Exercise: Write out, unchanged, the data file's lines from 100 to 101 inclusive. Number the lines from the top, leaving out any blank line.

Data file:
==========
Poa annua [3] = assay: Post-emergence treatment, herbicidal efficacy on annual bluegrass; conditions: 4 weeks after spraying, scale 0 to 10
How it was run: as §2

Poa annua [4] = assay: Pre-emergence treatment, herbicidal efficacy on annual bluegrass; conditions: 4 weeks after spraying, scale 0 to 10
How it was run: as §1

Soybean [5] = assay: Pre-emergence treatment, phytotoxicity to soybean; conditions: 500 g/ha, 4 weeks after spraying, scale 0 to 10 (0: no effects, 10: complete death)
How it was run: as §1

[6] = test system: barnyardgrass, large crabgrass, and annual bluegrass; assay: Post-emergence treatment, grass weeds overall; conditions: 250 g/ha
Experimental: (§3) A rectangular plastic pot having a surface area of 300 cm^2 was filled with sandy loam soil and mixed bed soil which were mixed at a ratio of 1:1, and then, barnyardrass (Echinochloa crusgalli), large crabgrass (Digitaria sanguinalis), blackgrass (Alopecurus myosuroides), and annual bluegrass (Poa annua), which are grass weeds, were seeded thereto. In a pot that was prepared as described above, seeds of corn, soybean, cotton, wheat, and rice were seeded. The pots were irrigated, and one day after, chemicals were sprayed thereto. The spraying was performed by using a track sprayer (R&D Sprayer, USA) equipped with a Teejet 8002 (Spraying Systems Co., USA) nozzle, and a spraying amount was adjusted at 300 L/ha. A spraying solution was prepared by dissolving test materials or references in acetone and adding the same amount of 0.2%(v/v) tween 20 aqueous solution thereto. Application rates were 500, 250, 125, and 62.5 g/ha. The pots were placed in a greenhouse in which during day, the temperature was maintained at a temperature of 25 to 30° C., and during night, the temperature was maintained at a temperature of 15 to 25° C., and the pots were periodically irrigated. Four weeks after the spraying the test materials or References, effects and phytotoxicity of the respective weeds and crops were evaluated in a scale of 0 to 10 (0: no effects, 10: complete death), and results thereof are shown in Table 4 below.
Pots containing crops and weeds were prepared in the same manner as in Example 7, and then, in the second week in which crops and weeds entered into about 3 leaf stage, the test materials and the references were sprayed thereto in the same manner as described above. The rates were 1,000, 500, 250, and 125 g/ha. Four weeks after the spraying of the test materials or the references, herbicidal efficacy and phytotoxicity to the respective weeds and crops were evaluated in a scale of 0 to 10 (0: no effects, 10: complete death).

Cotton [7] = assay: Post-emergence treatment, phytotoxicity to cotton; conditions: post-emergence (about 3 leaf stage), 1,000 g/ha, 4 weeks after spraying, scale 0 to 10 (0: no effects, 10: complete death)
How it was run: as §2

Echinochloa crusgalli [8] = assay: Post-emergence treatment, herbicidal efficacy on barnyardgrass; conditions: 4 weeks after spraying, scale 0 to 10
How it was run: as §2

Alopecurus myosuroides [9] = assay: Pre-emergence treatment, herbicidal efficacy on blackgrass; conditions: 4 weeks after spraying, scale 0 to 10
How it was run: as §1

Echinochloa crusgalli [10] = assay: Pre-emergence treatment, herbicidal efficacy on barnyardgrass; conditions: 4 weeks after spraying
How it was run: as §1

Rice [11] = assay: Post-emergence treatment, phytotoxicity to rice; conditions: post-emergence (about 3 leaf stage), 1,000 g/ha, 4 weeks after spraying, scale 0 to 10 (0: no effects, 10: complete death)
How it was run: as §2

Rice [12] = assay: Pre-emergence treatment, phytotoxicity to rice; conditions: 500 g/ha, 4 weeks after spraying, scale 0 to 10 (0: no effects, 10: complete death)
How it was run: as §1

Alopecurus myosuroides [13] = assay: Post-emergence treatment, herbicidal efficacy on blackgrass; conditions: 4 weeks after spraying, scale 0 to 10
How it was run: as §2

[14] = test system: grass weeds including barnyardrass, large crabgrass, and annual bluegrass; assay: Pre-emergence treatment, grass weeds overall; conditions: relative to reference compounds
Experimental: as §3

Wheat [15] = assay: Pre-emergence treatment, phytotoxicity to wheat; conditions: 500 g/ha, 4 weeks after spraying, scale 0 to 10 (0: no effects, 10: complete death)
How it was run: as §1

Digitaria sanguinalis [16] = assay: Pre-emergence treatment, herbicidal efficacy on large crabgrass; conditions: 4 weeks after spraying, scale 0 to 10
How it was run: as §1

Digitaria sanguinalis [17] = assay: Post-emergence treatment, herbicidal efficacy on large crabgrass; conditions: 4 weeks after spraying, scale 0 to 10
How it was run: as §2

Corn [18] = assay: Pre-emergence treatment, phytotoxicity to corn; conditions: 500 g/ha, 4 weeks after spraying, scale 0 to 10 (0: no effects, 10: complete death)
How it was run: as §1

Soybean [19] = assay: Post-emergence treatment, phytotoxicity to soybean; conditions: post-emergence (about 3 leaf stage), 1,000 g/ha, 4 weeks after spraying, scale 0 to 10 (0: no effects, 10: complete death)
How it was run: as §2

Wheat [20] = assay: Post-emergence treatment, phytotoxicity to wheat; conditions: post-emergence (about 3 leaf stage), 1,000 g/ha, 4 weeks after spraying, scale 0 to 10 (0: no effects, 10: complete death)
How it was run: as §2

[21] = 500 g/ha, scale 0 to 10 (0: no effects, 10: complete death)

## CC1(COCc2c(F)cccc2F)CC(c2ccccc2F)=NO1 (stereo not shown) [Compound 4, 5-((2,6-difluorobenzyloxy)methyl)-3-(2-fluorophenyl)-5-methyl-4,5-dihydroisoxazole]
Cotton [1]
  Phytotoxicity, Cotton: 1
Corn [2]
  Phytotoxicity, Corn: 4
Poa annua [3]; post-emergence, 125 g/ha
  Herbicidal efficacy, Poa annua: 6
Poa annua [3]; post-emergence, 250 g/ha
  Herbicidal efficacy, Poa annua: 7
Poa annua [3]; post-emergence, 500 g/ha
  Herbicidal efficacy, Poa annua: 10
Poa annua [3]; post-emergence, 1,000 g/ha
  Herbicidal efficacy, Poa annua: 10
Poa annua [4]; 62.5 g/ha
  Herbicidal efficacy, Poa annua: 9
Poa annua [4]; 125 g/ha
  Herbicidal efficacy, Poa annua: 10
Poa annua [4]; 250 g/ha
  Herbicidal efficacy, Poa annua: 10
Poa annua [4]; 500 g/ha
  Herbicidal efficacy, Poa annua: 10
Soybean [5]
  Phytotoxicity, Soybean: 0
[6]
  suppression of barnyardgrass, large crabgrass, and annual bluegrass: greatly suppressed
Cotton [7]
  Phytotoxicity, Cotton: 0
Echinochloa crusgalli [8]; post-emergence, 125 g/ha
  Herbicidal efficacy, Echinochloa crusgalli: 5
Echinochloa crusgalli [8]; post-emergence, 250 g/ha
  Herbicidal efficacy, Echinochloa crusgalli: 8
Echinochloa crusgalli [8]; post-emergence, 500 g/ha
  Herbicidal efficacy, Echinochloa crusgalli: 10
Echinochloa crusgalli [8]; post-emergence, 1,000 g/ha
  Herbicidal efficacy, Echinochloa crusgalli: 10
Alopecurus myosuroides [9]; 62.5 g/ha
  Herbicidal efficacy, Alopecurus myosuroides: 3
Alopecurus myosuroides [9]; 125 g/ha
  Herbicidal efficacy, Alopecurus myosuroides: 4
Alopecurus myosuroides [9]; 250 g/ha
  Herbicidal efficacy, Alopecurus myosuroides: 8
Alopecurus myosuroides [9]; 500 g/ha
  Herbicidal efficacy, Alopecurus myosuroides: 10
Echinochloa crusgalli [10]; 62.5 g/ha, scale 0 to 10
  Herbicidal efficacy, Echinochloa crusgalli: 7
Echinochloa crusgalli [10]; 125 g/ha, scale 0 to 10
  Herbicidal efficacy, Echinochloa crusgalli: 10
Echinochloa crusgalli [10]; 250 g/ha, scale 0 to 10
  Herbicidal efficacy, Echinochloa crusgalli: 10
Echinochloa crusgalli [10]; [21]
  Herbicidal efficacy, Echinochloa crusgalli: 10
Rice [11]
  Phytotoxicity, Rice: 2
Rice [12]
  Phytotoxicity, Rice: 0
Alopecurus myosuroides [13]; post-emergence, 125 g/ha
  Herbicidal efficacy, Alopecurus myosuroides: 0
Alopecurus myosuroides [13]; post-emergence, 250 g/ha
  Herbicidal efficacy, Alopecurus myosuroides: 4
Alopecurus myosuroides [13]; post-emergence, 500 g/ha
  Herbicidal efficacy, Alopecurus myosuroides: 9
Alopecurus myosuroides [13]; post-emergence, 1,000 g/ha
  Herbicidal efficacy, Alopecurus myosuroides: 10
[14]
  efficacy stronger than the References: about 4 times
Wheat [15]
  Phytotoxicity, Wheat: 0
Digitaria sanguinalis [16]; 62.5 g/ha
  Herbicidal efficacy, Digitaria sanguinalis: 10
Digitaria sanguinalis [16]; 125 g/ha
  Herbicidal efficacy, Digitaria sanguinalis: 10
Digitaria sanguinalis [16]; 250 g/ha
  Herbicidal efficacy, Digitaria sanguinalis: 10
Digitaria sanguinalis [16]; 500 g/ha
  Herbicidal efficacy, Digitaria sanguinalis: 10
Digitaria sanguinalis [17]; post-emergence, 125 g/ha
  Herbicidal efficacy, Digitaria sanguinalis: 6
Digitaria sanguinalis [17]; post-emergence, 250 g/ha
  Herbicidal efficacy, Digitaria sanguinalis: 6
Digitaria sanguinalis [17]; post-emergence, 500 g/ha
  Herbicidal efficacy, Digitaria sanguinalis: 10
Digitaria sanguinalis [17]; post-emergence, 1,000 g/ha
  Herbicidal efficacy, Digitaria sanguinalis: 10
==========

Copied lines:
Alopecurus myosuroides [13]; post-emergence, 1,000 g/ha
  Herbicidal efficacy, Alopecurus myosuroides: 10